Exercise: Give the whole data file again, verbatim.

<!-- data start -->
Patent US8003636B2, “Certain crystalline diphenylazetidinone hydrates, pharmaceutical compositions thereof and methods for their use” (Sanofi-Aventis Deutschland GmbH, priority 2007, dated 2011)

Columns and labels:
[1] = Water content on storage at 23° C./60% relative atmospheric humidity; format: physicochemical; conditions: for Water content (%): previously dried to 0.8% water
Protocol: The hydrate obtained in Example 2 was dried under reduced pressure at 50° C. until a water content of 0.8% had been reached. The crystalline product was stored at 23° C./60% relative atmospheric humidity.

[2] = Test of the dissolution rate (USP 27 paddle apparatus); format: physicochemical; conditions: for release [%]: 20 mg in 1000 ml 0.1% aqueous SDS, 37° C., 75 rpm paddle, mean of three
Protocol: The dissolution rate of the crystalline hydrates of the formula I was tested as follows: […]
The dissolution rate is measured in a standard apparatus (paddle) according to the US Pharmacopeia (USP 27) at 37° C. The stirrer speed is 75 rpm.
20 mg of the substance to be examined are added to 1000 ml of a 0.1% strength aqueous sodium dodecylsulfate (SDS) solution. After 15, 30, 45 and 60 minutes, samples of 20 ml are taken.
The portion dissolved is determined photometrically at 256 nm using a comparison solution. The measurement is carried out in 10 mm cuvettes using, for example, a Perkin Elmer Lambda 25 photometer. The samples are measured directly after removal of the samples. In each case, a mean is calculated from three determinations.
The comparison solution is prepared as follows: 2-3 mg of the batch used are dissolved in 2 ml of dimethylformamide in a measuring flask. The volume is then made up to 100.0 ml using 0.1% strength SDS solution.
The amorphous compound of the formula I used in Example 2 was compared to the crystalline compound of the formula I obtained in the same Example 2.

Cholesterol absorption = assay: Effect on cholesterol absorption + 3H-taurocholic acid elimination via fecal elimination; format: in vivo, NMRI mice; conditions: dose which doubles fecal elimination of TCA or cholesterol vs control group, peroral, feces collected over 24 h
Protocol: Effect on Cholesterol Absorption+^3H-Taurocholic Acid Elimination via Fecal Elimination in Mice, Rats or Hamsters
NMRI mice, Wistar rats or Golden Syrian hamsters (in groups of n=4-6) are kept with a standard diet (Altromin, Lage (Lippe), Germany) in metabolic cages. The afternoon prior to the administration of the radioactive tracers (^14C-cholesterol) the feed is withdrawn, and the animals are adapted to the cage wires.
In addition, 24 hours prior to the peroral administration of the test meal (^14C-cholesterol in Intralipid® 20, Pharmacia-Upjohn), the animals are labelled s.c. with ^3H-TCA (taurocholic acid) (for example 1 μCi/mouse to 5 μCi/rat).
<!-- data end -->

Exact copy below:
Patent US8003636B2, “Certain crystalline diphenylazetidinone hydrates, pharmaceutical compositions thereof and methods for their use” (Sanofi-Aventis Deutschland GmbH, priority 2007, dated 2011)

Columns and labels:
[1] = Water content on storage at 23° C./60% relative atmospheric humidity; format: physicochemical; conditions: for Water content (%): previously dried to 0.8% water
Protocol: The hydrate obtained in Example 2 was dried under reduced pressure at 50° C. until a water content of 0.8% had been reached. The crystalline product was stored at 23° C./60% relative atmospheric humidity.

[2] = Test of the dissolution rate (USP 27 paddle apparatus); format: physicochemical; conditions: for release [%]: 20 mg in 1000 ml 0.1% aqueous SDS, 37° C., 75 rpm paddle, mean of three
Protocol: The dissolution rate of the crystalline hydrates of the formula I was tested as follows: […]
The dissolution rate is measured in a standard apparatus (paddle) according to the US Pharmacopeia (USP 27) at 37° C. The stirrer speed is 75 rpm.
20 mg of the substance to be examined are added to 1000 ml of a 0.1% strength aqueous sodium dodecylsulfate (SDS) solution. After 15, 30, 45 and 60 minutes, samples of 20 ml are taken.
The portion dissolved is determined photometrically at 256 nm using a comparison solution. The measurement is carried out in 10 mm cuvettes using, for example, a Perkin Elmer Lambda 25 photometer. The samples are measured directly after removal of the samples. In each case, a mean is calculated from three determinations.
The comparison solution is prepared as follows: 2-3 mg of the batch used are dissolved in 2 ml of dimethylformamide in a measuring flask. The volume is then made up to 100.0 ml using 0.1% strength SDS solution.
The amorphous compound of the formula I used in Example 2 was compared to the crystalline compound of the formula I obtained in the same Example 2.

Cholesterol absorption = assay: Effect on cholesterol absorption + 3H-taurocholic acid elimination via fecal elimination; format: in vivo, NMRI mice; conditions: dose which doubles fecal elimination of TCA or cholesterol vs control group, peroral, feces collected over 24 h
Protocol: Effect on Cholesterol Absorption+^3H-Taurocholic Acid Elimination via Fecal Elimination in Mice, Rats or Hamsters
NMRI mice, Wistar rats or Golden Syrian hamsters (in groups of n=4-6) are kept with a standard diet (Altromin, Lage (Lippe), Germany) in metabolic cages. The afternoon prior to the administration of the radioactive tracers (^14C-cholesterol) the feed is withdrawn, and the animals are adapted to the cage wires.
In addition, 24 hours prior to the peroral administration of the test meal (^14C-cholesterol in Intralipid® 20, Pharmacia-Upjohn), the animals are labelled s.c. with ^3H-TCA (taurocholic acid) (for example 1 μCi/mouse to 5 μCi/rat).